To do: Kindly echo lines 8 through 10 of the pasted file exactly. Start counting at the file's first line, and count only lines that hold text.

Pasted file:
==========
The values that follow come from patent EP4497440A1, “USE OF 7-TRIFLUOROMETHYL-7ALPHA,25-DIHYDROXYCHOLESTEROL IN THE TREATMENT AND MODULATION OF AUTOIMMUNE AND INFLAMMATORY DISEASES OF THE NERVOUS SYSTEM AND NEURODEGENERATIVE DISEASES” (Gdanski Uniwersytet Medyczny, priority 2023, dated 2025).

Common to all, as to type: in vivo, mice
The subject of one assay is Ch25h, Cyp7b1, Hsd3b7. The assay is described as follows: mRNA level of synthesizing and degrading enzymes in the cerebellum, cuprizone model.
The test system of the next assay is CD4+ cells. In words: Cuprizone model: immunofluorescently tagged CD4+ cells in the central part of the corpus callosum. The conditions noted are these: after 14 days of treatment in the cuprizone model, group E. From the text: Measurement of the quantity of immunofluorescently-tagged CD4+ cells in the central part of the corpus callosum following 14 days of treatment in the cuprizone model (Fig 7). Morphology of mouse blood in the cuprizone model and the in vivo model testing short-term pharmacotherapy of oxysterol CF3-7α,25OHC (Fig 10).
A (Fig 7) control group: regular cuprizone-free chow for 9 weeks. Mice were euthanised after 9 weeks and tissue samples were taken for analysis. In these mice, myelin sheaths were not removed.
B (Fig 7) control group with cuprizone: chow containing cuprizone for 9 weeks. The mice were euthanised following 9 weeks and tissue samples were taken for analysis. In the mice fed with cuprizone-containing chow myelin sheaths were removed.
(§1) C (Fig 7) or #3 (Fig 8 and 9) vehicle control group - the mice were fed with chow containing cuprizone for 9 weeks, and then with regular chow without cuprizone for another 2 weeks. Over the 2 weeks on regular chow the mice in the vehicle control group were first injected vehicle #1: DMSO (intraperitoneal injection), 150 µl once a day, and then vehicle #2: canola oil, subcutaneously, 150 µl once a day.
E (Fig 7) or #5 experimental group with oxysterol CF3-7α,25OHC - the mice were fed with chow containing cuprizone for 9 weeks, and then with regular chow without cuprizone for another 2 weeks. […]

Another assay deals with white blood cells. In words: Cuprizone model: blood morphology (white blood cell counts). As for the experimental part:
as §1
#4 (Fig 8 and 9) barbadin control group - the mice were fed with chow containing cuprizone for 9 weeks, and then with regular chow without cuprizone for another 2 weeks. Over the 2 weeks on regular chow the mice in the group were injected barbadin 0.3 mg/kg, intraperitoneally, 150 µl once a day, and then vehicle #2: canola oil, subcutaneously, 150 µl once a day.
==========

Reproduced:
E (Fig 7) or #5 experimental group with oxysterol CF3-7α,25OHC - the mice were fed with chow containing cuprizone for 9 weeks, and then with regular chow without cuprizone for another 2 weeks. […]

Another assay deals with white blood cells. In words: Cuprizone model: blood morphology (white blood cell counts). As for the experimental part:
as §1